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Telling Windows we’re not really “Not Responding”

Our app does a lot of data processing, and sometimes it goes for long enough that Task Manager will show the app as “Not Responding”. Our users tend to assume that “Not Responding” means the app is locked up and not coming back, so they’ll hit “End Task”, which frequently ends up leaving corrupted files and other such badness in its wake.

Last iteration, I suggested, and got approval for, a one-hour spike to see what we could do about this. I had a suspicion that there was an easy fix. Not a total fix, mind you, but a significant improvement. And so it was.

According to MSDN (in the docs for IsHungAppWindow), Windows considers an application to be “hung” if it goes for more than five seconds without reading anything from its Windows message queue. The idea is to detect apps that are “locked up” from the user’s point of view: not redrawing when they should, not able to be resized or minimized, etc.

There are two main approaches to fix this the “right” way:

  • The simple fix is to call Application.ProcessMessages every now and then, to read the next message from the Windows message queue, and process it appropriately.
  • The better fix is to go multithreaded: do all the lengthy processing in a second thread, leaving the main thread free to process whatever messages come its way.

But we can’t really use either of these. The biggest reason is global variables. Our app predates a lot of the current best-practice recommendations, and as a result, it has way too many globals (among other things), which right away rules out multithreading — you can’t do multiple threads unless you rigidly control who can access any global data. And our global data isn’t grouped into objects as well as it might be, so there are places where our app could crash if we handled a paint message at an unexpected time (after we had changed one data structure, but before we had synchronized those changes with another object). For safety’s sake, we had to rule out both of those “right way” fixes.

What’s left? Well, cheating. There’s a clue in that IsHungAppWindow documentation: a window is considered hung if it doesn’t call PeekMessage for five seconds. So, we just have to call it more often than that, while avoiding the pitfalls of ProcessMessages. PeekMessage is capable of a non-destructive read, and there’s nothing that says the app actually has to do anything with the messages it reads. So this code, if executed more often than once per five seconds, would be enough to suppress the “Not Responding”:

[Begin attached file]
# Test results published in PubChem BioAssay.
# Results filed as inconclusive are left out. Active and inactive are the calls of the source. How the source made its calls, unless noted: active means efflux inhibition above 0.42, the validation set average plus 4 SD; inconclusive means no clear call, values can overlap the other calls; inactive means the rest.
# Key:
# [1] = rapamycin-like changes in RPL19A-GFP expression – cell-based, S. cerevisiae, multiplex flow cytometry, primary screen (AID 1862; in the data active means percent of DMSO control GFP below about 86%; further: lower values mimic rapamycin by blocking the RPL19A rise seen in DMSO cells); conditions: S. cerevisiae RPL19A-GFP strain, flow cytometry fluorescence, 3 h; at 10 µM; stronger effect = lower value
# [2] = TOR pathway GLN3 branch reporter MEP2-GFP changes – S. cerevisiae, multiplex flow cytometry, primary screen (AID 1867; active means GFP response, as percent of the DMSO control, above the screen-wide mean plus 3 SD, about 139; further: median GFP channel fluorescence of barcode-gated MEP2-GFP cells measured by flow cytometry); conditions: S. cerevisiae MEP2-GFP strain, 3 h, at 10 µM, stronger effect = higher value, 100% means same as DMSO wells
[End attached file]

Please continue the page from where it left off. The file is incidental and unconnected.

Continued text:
Msg: TMsg;
  PeekMessage(Msg, 0, 0, 0, PM_NOREMOVE);

This will not cause the app to paint, or to be resizable, or minimizable, or anything like that. The user still sees the app as frozen. The only benefit is that Task Manager will still list the app as “Running”, so the user is less likely to kill it. But for us, that was an improvement worthy of an hour’s time investment.

The downside to this code is that PeekMessage is on the slow side. Running it 100,000 times in a loop took about half a second. I wanted something that took close enough to zero time that I could call it just about everywhere, including tight calculation loops or anywhere else. So I added some code to call GetTickCount, which has a granularity of about 15 milliseconds. Calling PeekMessage every 15 ms should be plenty good enough.

  LastPeekMessageTime: Cardinal = 0;

procedure TellWindowsWeArentFrozen;
  Msg: TMsg;
  if GetTickCount <> LastPeekMessageTime then
    PeekMessage(Msg, 0, 0, 0, PM_NOREMOVE);
    LastPeekMessageTime := GetTickCount;

Much faster: it takes 15,000,000 calls to this code before it takes half a second, 150 times faster than calling PeekMessage every time.

The remaining work involved calling this procedure frequently during long-running operations. It takes a lot of time to figure out every spot where that would need to be done, but to do it in most spots was no big trick. We already had our own set of wrapper classes around all of our data-access code, and the slowest parts of our program are usually slow because they’re accessing a lot of data. So I plugged in calls to TellWindowsWeArentFrozen in strategic spots in our database wrapper classes: in Open, First, Next, Prior, Delete, Post, ExecSql, etc. Boom, the majority of slow spots in our code no longer report the app as “Not Responding”. And it only took an hour, including research and optimization.

Not everything is fixed, of course. We have some UPDATE and DELETE queries that take more than five seconds. We have some slow file-access code. We have some slow in-memory calculation code that doesn’t touch the database. But in one hour of work, we made a heck of a lot of progress. And it narrowed the field: the testers are already writing up story cards for the specific parts of the program that still give “Not Responding”.

All in all, not bad for an hour’s work.

One Response to “Telling Windows we’re not really “Not Responding””

  1. Theresa Ryan Says:

    Great – solved my problem, thank you.

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